Dissenters’ rights statutes are intended to liberate minority stockholders from the tyranny of the majority. They accomplish this by allowing stockholders who object to specific transactions the opportunity to require the corporation to purchase their shares pursuant to a statutorily prescribed procedure. In Nevada, this procedure can be found in Chapter 92A of Nevada Revised Statutes which is modeled after the Model Business Corporation Act.
Of course, a fundamental question for any complaining stockholder is whether she has a right to dissent. NRS 92A.380 lists the types of transactions in which a stockholder may have a right to dissent. Like the MBCA (§ 13.02(b)), Nevada has a “market” exception to dissenters’ rights. Under NRS 92A.390, a stockholder has no right to dissent (unless the articles provide otherwise) with respect to a plan of merger, conversion, or share exchange that is:
A covered security under section 18(b)(1)(A) or (B) of the Securities Act of 1933, 15 U.S.C. § 77r(b)(1)(A) or (B), as amended;
Traded in an organized market and has at least 2,000 stockholders and a market value of at least $20,000,000, exclusive of the value of such shares held by the corporation’s subsidiaries, senior executives, directors and beneficial stockholders owning more than 10 percent of such shares; or
Issued by an open end management investment company registered with the Securities and Exchange Commission under the Investment Company Act of 1940 and which may be redeemed at the option of the holder at net asset value.
The second exception was at issue in a recent Second Circuit Court of Appeals decision. Tiberius Capital, LLC v. PetroSearch Energy Corp., Case No. 11-1745-cv. (2d Cir. June 2012). This case involved the merger of PetroSearch into Double Eagle and the failure of PetroSearch to provide dissenters’ rights. The plaintiff, Tiberius Capital, LLC, argued that “it had no choice but to accept the Double Eagle shares because the Merger Agreement provided that its shares of PetroSearch would be “cancelled and extinguished [and] converted automatically . . . without any action on the part of . . . the holder of [the] shares.” The court, however, concluded that the plaintiff by affirmatively exercising its right to receive Double Eagle shares acquiesced to the merger as a matter of Nevada law.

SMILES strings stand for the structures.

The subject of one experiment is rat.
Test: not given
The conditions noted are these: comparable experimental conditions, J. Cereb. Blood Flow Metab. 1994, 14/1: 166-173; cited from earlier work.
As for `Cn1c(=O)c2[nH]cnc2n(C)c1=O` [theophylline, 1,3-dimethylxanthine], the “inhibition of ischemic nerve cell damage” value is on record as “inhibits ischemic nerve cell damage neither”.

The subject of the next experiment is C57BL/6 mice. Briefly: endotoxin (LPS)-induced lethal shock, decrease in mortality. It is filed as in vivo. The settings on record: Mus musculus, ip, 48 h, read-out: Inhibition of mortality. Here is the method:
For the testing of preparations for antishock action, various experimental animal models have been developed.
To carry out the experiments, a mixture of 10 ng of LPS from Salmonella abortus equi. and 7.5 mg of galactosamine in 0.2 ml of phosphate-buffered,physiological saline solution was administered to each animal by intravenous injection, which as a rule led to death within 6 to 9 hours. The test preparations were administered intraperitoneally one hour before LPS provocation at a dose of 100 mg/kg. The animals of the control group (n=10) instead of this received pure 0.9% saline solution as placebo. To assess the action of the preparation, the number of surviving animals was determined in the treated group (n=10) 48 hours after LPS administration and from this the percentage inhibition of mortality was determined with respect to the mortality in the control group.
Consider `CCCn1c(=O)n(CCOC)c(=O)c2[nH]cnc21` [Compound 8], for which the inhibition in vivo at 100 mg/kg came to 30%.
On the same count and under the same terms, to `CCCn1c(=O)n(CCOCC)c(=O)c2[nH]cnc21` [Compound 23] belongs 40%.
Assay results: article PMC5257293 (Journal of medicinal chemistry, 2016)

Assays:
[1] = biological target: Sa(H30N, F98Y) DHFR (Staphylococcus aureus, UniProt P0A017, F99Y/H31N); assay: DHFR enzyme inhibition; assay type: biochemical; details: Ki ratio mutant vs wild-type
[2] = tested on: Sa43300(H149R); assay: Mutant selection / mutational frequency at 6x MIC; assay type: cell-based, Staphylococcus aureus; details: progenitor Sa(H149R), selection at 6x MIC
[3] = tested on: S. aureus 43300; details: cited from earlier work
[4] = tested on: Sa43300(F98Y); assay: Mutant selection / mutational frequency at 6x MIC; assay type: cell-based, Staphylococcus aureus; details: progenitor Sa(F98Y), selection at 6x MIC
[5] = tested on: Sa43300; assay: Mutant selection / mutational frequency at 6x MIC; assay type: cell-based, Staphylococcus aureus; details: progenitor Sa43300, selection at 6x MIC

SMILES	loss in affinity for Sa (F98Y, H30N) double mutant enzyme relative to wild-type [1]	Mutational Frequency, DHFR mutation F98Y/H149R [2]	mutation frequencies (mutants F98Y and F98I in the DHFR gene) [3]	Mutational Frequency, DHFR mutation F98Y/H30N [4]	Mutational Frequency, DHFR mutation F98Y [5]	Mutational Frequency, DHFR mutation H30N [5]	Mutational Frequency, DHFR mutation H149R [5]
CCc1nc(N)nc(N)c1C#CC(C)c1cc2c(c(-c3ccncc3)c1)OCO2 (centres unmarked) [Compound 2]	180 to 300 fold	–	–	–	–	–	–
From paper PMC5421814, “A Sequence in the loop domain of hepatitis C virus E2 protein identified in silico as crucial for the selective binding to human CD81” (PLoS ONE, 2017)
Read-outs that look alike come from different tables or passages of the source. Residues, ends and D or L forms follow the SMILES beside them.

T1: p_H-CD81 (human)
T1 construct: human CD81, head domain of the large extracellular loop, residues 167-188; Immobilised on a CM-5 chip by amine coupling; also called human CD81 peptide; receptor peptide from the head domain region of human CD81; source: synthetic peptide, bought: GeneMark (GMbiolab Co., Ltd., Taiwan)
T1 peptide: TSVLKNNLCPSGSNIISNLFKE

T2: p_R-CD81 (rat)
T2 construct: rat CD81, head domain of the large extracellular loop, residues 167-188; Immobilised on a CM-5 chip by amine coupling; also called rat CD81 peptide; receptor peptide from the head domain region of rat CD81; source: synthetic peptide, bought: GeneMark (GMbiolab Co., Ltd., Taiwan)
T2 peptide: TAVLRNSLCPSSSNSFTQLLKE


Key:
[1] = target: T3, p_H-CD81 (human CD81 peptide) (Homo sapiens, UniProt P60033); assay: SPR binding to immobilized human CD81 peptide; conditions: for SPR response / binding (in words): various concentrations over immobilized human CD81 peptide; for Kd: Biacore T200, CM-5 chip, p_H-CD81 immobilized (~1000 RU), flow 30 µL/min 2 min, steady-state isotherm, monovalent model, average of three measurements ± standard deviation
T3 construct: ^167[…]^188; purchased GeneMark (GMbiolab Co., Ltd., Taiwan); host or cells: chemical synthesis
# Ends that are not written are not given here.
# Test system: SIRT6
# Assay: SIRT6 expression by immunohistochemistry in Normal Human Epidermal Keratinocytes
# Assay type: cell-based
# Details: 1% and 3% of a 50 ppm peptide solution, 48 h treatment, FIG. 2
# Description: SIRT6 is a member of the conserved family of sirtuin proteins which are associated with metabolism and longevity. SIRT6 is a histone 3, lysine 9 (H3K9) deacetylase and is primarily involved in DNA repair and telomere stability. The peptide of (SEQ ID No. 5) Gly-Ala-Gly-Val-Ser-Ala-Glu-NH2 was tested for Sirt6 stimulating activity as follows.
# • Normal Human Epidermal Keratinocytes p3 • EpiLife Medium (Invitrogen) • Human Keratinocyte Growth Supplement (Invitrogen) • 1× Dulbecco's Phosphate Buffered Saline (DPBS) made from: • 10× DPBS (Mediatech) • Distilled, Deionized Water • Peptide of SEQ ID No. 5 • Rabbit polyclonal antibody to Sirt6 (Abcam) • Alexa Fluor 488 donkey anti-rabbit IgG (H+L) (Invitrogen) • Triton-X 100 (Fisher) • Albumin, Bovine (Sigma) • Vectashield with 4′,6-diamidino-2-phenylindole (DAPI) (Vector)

On appeal, the plaintiff argued that the doctrine of acquiescence does not apply because it was not fully aware that PetroSearch did not qualify for an exemption from Nevada’s dissenters’ rights statute for corporations with fewer than 2,000 shareholders. The Court of Appeals rejected this argument finding that it was ”plain from the face of the Amended Complaint that Tiberius did know that PetroSearch had fewer than 2,000 shareholders . . . .” In support, the Court of Appeals cited Cohen v. Mirage Resorts, Inc., 62 P.3d 720 (Nev. 2003), a case in which the Nevada Supreme Court cited the predecessor to my book, Bishop & Zucker on Nevada Corporations and Limited Liability Companies.
Why do I refer to Tiberius as the ”saddest” plaintiff?
Tiberius Claudius Nero reigned as Rome’s emperor for more than two decades (14 C.E. to 37 C.E.). The great Roman polymath Gaius Plinius Secundus (aka Pliny the Elder) called Tiberius the “saddest man” (a better translation might be “most unsociable of men”) in this passage from Book 28, Chapt. 6 of his book on natural history, Naturalis Historia:
Cur sternuentes salutamus quod etiam tiberium caesarem, tristissimum, ut constat, hominum? (Why do we salute those sneezing, a practice that even Tiberius Caeser, the most unsociable of men would exact?
Thus, we see the equivalent of the blessing ”gesundheit” is more than 2,000 years old!